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Darryl White, CEO for Bank of Montreal.Fred Lum/the Globe and Mail

Total pay awarded to the chief executive officers of Canada’s five largest banks rose by 23 per cent last year, as financial institutions blew past lower profit targets set at a time of uncertainty about the COVID-19 pandemic.

The five bank CEOs earned a combined $70-million in total compensation, compared with $57-million in 2020, according to company filings. The banks reported pay for their CEOs and four or five other top-paid executives in their annual proxy circulars.

“Variable pay,” which includes cash bonuses and stock awards, surged for virtually all top executives. Senior bankers were rewarded for a year of robust profits even as economies around the world grappled with lockdowns and other public-health restrictions.

Volatile markets kept trading desks busy, boosting revenue from them. And banks had unusually low levels of losses on loans as massive government stimulus programs backstopped many households and businesses. In some cases, banks were able to release some of the reserves against loan losses they had built up early in the pandemic, adding a further lift to earnings.

But there is another factor that helped fatten pay packets in 2021: lower targets for financial performance. The previous year, banks set their targets for fiscal 2020, which began Nov. 1, 2019, before COVID-19 was discovered. After a wave of public-health restrictions in 2020 sapped economic growth and drove up unemployment, banks missed those targets.

As boards reset those targets for fiscal 2021, which started Nov. 1, 2020, they were still facing considerable uncertainty about the pandemic, and vaccines against COVID-19 were not yet available. Most banks set profit goals that were close to the lower levels they had just earned.

Instead, profits soared across the industry in 2021.

Royal Bank of Canada RY-T set a target to earn net income of $11.7-billion, slightly above the $11.4-billion it earned in 2020, when it had missed its goal by nearly $1.9-billion. Instead, the bank earned nearly $16.1-billion in 2021, significantly beating its benchmark in an area it weights heavily when determining bonus pay.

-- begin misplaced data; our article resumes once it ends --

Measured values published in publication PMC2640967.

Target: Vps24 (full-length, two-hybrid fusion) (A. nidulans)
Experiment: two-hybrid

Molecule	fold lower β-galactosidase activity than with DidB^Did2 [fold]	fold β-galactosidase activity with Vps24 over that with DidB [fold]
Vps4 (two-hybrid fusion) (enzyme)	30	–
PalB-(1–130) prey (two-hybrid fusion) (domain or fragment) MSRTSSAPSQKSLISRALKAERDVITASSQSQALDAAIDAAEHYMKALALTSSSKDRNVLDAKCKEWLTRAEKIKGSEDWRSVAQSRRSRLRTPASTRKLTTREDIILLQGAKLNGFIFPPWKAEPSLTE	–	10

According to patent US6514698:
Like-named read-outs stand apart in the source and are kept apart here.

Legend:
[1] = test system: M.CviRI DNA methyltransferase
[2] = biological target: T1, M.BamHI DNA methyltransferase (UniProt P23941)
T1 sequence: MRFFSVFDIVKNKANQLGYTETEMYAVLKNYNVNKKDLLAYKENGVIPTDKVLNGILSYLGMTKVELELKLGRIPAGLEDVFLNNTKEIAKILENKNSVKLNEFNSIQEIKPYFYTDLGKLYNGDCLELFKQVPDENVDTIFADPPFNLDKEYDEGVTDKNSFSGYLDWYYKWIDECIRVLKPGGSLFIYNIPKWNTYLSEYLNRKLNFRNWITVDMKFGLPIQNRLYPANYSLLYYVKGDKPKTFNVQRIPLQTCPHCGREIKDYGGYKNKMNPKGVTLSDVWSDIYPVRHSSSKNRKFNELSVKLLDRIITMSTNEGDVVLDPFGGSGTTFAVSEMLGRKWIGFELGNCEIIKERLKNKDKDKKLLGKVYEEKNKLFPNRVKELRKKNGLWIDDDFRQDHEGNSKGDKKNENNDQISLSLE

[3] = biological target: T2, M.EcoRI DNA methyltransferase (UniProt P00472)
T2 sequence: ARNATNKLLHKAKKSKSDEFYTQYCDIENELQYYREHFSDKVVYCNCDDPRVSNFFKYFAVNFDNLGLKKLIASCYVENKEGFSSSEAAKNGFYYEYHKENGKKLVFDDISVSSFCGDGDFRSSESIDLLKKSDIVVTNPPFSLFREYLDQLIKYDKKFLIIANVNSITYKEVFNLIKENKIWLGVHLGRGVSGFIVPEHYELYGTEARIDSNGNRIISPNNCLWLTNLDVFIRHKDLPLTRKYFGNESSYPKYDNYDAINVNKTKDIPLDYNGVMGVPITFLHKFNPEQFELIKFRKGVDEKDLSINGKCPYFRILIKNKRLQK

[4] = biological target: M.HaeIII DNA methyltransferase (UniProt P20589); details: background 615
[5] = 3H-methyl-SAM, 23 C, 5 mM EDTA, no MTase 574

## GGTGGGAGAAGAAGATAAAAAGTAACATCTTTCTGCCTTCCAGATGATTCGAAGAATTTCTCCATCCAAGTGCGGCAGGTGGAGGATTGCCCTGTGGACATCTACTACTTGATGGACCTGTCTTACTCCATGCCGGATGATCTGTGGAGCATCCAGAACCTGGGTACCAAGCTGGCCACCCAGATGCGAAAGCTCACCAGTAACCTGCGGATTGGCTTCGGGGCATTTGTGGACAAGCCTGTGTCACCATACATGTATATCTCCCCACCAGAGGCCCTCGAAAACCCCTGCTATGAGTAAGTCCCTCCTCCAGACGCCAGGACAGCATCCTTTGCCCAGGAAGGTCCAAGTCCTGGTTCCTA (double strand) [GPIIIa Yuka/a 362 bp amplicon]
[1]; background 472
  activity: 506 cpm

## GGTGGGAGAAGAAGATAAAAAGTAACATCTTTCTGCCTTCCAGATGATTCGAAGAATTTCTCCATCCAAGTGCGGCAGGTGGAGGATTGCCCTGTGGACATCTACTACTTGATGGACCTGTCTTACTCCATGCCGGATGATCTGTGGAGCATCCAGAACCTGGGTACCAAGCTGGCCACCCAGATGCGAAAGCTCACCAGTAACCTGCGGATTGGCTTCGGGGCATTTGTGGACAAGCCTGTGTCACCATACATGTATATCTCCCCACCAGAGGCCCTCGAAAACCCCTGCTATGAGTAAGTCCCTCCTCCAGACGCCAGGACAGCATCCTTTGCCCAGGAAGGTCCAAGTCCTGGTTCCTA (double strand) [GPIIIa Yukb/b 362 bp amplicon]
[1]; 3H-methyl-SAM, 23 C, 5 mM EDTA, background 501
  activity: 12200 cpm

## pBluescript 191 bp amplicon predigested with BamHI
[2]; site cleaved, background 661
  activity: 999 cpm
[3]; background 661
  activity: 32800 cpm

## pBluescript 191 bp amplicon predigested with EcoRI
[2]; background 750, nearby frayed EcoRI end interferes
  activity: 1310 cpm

RBC’s Dave McKay earned the biggest bank CEO paycheque: $16.7-million in total compensation, up from $13.5-million a year earlier. His bonus of $4.10-million was nearly three times his prior-year bonus of $1.41-million. Stock and option awards of $9.9-million were up from $9.45-million in the prior year.

Toronto-Dominion Bank’s TD-T financial performance target for 2021 was to earn $10.1-billion in net income after tax (NIAT), slightly more than the $10-billion it earned in the previous year. That target was still well below the $12.8-billion NIAT target TD set before the arrival of COVID-19. In fact, TD earned $14.7-billion in NIAT in 2021 – a 47-per-cent increase year over year.

That helped boost performance pay and CEO Bharat Masrani earned $13.5-million, compared with $10.5-million the year before. He received a bonus of $2.37-million, up from $1.79-million in the prior year, and stock and option awards valued at $9.55-million, up from $7.20-million.

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At several banks, the board and its compensation committee used discretion to adjust performance pay to better reflect that bank’s actual performance, sometimes tempering what would otherwise have been even larger increases to bonus pay.

Bank of Nova Scotia’s BNS-T compensation committee “made a material adjustment” to two key measures of performance – profit attributable to common shareholders, and the ratio of revenue to expenses – to offset “favourable impacts on performance” from the pandemic.

Scotiabank’s target for net income attributable to common shareholders (NIACS) was $7.4-billion, and the bank recorded $8.5-billion in earnings for compensation purposes. That number was reduced from the bank’s actual NIACS of $9.6-billion at the compensation committee’s discretion, and there were further tweaks to the bonus formula to make pay raises more modest.

Brian Porter, the bank’s CEO, earned $12.2-million in 2021, which was about the same as 2020. His bonus of $2.52-million was up from $2.14-million, and stock and option awards of $7.55-million were up from $6.43-million.

When Bank of Montreal BMO-T calculates performance on two key metrics – adjusted earnings per share and return on equity – it excludes some impact from loan loss provisions, which held back pay increases. The bank still beat its key earnings target by a wide margin.

For 2021, BMO set a target that earnings per share would shrink by 3.9 per cent. In fact, adjusted earnings per share, for compensation purposes, was up 32.5 per cent (actual adjusted EPS was up 68 per cent).

BMO CEO Darryl White earned one of the largest pay increases, with $14.9-million in total compensation, up from $11.1-million a year earlier. His $3.38-million bonus was up from $2.39-million in the prior year, and stock and option awards of $8.30-million were up from $5.87-million.

Among the major banks, Canadian Imperial Bank of Commerce CM-T stood out by setting a 2021 target for adjusted earnings per share of $11.22 that was well above the $9.69 it earned in the previous year. Even so, CIBC beat its target by 29 per cent, earning $14.47 a share on an adjusted basis. The bank also used its judgment to reduce the factor that determines performance pay by two percentage points.

CEO Victor Dodig’s total compensation was $12.8-million, compared with $9.7-million the year before. His bonus of $2.14-million was up from $1.60-million, and stock and option awards of $8.55-million were up from $6.41-million.

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